What are we to make of this approach to gridlock? First, Gottman will tell you that he has seen this work for many couples. That, by itself, ought to get our attention. Why would we not want to utilize some basic skills to help couples who are in the midst of gridlock? But can we offer couples something more than helpful skills? Better, can we offer them something that strengthens their ability to face gridlock in their marriages? I think so.

Listen carefully to the Apostle Paul in Philippians 2:

If you have any encouragement from being united with Christ, if any comfort from his love, in any fellowship with the Spirit, if any tenderness and compassion, then make my joy complete by being like-minded, having the same love, being one in spirit and purpose. Do nothing out of selfish ambition or vain conceit, but in humility consider others better than yourselves. Each of you should look not only to your own interests, but also to the interests of others.

Pondering the self-sacrificial work of Christ in our behalf and praying to Father, Son and Spirit for grace will certainly enable a couple to move forward with humility, thinking more carefully about their spouse. This does not mean that it will not be a process or that it will be easy. It does mean that there is something unique about tapping into a power and resource outside of ourselves.

Remember, listening to another person’s dreams, remaining calm, seeking compromise and expressing appreciation do not come naturally. Thankfully, we have Someone who has redeemed us and is “purifying for himself a people that are his very own, eager to do what is good” (Titus 2:14).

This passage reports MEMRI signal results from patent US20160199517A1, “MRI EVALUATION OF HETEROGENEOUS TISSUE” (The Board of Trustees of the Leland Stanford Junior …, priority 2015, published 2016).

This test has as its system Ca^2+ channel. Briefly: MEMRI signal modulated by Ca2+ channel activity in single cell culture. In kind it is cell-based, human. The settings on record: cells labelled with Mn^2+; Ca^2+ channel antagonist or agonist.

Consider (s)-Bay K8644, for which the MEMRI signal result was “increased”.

Copyright © 2016 Timothy S. Lane


Tim Lane

Dr. Timothy S. Lane is the President of the Institute for Pastoral Care and has a counseling practice in Fayetteville, GA. He is a minister in the Presbyterian Church in America (PCA), having been ordained in 1991 and a member of Metro-Atlanta Presbytery. Tim has authored Living Without Worry: How to Replace Anxiety with Peace, and co-authored How People Change and Relationships: A Mess Worth Making. He has written several mini-books including PTSD, Forgiving Others, Sex Before Marriage, Family Feuds, Conflict, and Freedom From Guilt.

He has experience in both campus ministry (University of Georgia, 1984-1987) and pastoral ministry where he served as a pastor in Clemson, SC from 1991 until 2001. Beginning in 2001 until 2013, he served as a counselor and faculty at a counseling organization  in Philadelphia, PA. Beginning in 2007, he served as its Executive Director until 2013.

In 2014, Tim and his family re-located to his home state, Georgia, where he formed the non profit ministry the Institute for Pastoral Care. His primary desire and commitment is to help pastors and leaders create or improve their ability to care for the people who attend their churches. For more information about this aspect of Tim's work, please visit the section of this site for the Institute for Pastoral Care. He continues to write, speak and travel both nationally and internationally. Tim is adjunct professor of practical theology at several seminaries where he teaches about pastoral care in the local church.